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On Iraq’s borders, a custom-evasion cartel is diverting billions of dollars

Mandali, Iraq: In this file photo members of the Hashed Al-Shaabi (Popular Mobilization) paramilitary forces stand guard on the Iraqi side of the Mandali crossing on the border with Iran. – AFP

BAGHDAD: Along Iraq’s borders, a corrupt customs-evasion cartel is diverting billions of dollars away from state coffers to line the pockets of armed groups, political parties and crooked officials. The prime beneficiaries are Iran-linked Shiite paramilitaries that intimidate federal officials who dare obstruct them, sometimes through chillingly specific death threats, a six-month AFP investigation has found.

The network is so well-oiled and entrenched that revenues are parceled out among rival groups with remarkably little friction, part of a parallel system that Iraq’s finance minister has described as “state plunder”. “It’s indescribable,” said one Iraqi customs worker. “Worse than a jungle. In a jungle, at least animals eat and get full. These guys are never satisfied.”

Like most of the government officials, port workers and importers interviewed for this story, this worker cited threats to his life and asked to speak anonymously. The network they described arises from Iraq’s glacially slow bureaucracy, fractious politics, limited non-oil industry and endemic corruption that is itself largely a product of years of chaos in the wake of the 2003 US invasion to topple dictator Saddam Hussein.

Customs provide one of the few sources of state revenues, and to keep disparate groups and tribes happy, many of them close to Iran, entry points are divvied up among them and federal duties largely supplanted by bribes. “There’s a kind of collusion between officials, political parties, gangs and corrupt businessmen,” Iraq’s Finance Minister Ali Allawi said.

‘Designed to fail’
Iraq imports a vast majority of its goods-from food and electronics to natural gas-mostly from neighbors Iran and Turkey and from China. Officially, the country of 40 million brought in $21 billion worth of non-oil goods in 2019, the latest year for which full government data is available.

Iraq has five official crossings along its 1,600-kilometre (1,000-mile) border with Iran and one on the nearly 370-km frontier with Turkey, while the single biggest and most lucrative gateway is the port of Umm Qasr in the southern province of Basra. Duties on imports at these points of entry are meant to supplement state revenues from Iraq’s huge oil sector-but they don’t.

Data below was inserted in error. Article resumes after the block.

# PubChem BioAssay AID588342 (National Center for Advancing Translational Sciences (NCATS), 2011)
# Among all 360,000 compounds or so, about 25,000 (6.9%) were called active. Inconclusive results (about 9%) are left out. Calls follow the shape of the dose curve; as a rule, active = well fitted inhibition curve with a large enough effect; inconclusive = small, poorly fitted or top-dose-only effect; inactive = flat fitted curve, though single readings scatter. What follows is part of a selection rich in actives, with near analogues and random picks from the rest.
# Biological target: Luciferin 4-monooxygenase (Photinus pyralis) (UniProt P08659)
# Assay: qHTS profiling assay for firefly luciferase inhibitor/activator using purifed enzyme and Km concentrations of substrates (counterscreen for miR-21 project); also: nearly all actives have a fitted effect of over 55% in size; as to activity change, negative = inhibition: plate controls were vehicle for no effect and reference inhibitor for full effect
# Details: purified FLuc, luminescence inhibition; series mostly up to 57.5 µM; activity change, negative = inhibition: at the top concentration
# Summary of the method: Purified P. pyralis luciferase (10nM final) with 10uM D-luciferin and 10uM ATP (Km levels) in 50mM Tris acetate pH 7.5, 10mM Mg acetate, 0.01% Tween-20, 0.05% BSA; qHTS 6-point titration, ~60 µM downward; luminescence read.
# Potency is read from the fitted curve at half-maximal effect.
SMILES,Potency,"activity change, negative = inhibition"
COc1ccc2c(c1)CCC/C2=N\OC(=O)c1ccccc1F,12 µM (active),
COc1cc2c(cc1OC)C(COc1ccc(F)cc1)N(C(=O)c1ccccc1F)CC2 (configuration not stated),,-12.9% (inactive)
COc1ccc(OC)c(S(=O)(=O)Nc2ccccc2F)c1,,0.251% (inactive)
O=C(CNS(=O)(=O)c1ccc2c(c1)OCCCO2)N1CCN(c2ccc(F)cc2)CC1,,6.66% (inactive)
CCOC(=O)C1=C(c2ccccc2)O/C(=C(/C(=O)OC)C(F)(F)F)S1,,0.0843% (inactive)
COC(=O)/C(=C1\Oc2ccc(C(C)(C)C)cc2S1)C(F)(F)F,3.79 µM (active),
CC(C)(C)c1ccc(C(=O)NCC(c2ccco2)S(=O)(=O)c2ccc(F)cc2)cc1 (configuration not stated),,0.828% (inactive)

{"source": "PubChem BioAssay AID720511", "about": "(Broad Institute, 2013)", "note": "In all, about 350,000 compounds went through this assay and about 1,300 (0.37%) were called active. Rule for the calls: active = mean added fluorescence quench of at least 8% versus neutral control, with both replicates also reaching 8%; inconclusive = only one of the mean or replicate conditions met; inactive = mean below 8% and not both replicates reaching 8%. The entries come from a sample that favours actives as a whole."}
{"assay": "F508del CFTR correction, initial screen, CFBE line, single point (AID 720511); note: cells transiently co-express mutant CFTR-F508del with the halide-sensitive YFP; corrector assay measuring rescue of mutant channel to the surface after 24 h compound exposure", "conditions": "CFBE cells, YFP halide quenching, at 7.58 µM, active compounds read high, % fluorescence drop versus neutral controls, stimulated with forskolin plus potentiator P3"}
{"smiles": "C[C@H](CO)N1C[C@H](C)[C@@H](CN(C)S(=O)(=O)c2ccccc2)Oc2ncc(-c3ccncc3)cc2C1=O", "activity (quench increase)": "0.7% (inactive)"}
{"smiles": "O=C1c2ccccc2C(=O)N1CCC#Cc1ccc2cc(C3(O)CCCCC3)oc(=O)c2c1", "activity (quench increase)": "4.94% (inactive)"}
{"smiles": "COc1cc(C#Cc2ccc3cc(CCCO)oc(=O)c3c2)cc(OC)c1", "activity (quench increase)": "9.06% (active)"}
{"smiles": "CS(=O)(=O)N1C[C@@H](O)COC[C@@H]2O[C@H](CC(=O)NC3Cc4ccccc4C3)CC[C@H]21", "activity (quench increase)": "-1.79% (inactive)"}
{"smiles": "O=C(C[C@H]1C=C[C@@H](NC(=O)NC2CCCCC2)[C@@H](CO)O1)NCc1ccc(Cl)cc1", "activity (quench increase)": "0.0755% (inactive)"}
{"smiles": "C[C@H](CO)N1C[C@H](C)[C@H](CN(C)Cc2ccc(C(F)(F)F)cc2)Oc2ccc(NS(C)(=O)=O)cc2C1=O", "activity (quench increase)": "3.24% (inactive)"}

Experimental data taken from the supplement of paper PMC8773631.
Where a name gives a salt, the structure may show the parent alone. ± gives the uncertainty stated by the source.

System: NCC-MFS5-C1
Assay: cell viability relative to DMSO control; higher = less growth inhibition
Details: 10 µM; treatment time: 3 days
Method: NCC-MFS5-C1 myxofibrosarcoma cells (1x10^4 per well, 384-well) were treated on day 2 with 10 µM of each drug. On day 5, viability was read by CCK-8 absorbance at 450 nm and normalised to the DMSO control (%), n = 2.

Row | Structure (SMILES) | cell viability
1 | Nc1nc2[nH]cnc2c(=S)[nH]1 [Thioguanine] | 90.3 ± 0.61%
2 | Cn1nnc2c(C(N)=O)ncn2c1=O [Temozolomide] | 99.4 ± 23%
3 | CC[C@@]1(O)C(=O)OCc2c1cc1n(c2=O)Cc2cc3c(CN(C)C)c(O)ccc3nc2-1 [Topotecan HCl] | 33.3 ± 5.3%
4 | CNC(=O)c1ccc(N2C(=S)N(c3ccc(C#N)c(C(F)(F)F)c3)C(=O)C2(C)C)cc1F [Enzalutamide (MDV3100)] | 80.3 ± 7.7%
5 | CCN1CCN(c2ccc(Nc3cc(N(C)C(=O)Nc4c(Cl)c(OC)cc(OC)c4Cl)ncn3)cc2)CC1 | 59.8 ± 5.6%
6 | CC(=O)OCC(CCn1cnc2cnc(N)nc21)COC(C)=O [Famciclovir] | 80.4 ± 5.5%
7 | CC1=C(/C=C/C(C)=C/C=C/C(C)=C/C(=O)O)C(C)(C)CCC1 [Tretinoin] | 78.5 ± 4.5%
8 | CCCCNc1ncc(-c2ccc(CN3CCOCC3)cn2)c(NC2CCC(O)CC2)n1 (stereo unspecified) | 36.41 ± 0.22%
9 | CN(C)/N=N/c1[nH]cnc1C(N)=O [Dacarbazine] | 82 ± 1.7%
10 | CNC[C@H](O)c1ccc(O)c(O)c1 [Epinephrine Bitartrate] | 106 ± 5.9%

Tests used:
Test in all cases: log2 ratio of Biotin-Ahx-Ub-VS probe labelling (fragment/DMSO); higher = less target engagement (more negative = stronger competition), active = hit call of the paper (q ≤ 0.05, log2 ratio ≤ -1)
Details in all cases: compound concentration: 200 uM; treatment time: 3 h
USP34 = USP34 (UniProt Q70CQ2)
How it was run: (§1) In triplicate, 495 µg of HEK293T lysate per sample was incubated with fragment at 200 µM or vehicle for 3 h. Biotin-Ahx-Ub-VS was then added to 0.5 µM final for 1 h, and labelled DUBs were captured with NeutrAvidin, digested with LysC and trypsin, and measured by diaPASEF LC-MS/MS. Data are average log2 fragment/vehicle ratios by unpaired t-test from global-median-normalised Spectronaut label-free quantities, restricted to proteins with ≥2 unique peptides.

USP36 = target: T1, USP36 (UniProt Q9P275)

Iraq’s import system is infamously outdated and cumbersome, with a 2020 World Bank report citing frustrating delays, high compliance fees and frequent exploitation. “If you want to do it the right way, you end up paying in the four figures for demurrage (docking fees) for a single month” in dollar terms, said an importer based in the region. “It’s designed to fail,” he said. An informal parallel system rose in its stead, in which parties and paramilitary groups have divided up Iraq’s land and sea crossings, said officials, port workers, importers and analysts.

Paramilitary groups
Many of Iraq’s entry points are informally controlled by groups within the Hashed Al-Shaabi, a powerful state-sponsored armed network close to Iran, as well as other armed factions, officials confirmed to AFP. The Hashed’s members, their allies or their relatives work as border agents, inspectors or police, and are paid by importers who want to skip the official process entirely or get discounts. “If you want a shortcut, you go to the militias or parties,” said an Iraqi intelligence agent who has investigated customs evasion.

He said importers effectively tell themselves: “I’d rather lose $100,000 (on a bribe) than lose my goods altogether.” The Hashed publicly denies the claims. But sources close to its hardline member groups Asaib Ahl Al-Haq and Kataeb Hezbollah acknowledged that customs posts are indeed parcelled out in the manner alleged. They cited specific harbor berths, land crossings and products that matched what customs officials and the intelligence agent said.

$10,000 a day in bribes
The Mandali crossing on the Iranian border, for example, is run by the Badr Organization, an Iraqi movement founded in Iran, port workers, officials and analysts confirmed. An official there boasted to AFP that a border operative can rake in $10,000 per day in bribes, the bulk of which is distributed to the overseeing armed group and complicit officials.

In other cases, an armed group controls a particular kind of trade. “If I’m a cigarette trader,” he said, “I go to Kataeb Hezbollah’s economic office in the Jadriyah neighborhood (of Baghdad), knock on the door, and say: ‘I want to coordinate with you’.” One key figure is always the “mukhalles”-the state customs agent assigned to an incoming shipment who often doubles as a middleman for an armed group.

“There’s no such thing as a neutral mukhalles. They’re all backed by parties,” the intelligence agent said. Once paid-in cash for smaller operations, and by bank wire for larger deals-the mukhalles tampers with paperwork. By misrepresenting the type or amount of goods imported or their value, the customs fee is sharply reduced. One importer said that under-declaring quantities could score a trader discounts of up to 60 percent. – AFP


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